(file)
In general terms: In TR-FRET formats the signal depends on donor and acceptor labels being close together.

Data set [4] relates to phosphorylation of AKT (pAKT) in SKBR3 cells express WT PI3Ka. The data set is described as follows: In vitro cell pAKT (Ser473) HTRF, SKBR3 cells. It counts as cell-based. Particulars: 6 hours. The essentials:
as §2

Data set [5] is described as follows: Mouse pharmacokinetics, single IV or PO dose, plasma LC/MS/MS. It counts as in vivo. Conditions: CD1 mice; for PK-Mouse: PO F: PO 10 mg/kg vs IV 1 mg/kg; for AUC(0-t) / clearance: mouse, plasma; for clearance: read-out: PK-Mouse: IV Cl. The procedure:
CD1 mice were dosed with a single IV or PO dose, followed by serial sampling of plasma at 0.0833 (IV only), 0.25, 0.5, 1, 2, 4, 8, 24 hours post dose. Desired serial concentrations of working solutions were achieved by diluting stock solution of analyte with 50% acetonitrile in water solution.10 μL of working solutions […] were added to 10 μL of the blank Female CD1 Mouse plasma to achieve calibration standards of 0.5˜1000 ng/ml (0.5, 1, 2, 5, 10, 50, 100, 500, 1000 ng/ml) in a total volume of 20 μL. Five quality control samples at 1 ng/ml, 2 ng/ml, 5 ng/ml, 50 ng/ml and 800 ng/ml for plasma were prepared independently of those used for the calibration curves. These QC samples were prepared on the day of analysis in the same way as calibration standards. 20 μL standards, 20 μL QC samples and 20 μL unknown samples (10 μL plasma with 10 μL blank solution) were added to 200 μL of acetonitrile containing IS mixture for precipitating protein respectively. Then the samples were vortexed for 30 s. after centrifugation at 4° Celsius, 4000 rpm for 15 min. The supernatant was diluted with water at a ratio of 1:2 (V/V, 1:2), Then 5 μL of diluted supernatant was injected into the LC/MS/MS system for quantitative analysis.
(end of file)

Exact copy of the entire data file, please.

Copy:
In general terms: In TR-FRET formats the signal depends on donor and acceptor labels being close together.

Data set [4] relates to phosphorylation of AKT (pAKT) in SKBR3 cells express WT PI3Ka. The data set is described as follows: In vitro cell pAKT (Ser473) HTRF, SKBR3 cells. It counts as cell-based. Particulars: 6 hours. The essentials:
as §2

Data set [5] is described as follows: Mouse pharmacokinetics, single IV or PO dose, plasma LC/MS/MS. It counts as in vivo. Conditions: CD1 mice; for PK-Mouse: PO F: PO 10 mg/kg vs IV 1 mg/kg; for AUC(0-t) / clearance: mouse, plasma; for clearance: read-out: PK-Mouse: IV Cl. The procedure:
CD1 mice were dosed with a single IV or PO dose, followed by serial sampling of plasma at 0.0833 (IV only), 0.25, 0.5, 1, 2, 4, 8, 24 hours post dose. Desired serial concentrations of working solutions were achieved by diluting stock solution of analyte with 50% acetonitrile in water solution.10 μL of working solutions […] were added to 10 μL of the blank Female CD1 Mouse plasma to achieve calibration standards of 0.5˜1000 ng/ml (0.5, 1, 2, 5, 10, 50, 100, 500, 1000 ng/ml) in a total volume of 20 μL. Five quality control samples at 1 ng/ml, 2 ng/ml, 5 ng/ml, 50 ng/ml and 800 ng/ml for plasma were prepared independently of those used for the calibration curves. These QC samples were prepared on the day of analysis in the same way as calibration standards. 20 μL standards, 20 μL QC samples and 20 μL unknown samples (10 μL plasma with 10 μL blank solution) were added to 200 μL of acetonitrile containing IS mixture for precipitating protein respectively. Then the samples were vortexed for 30 s. after centrifugation at 4° Celsius, 4000 rpm for 15 min. The supernatant was diluted with water at a ratio of 1:2 (V/V, 1:2), Then 5 μL of diluted supernatant was injected into the LC/MS/MS system for quantitative analysis.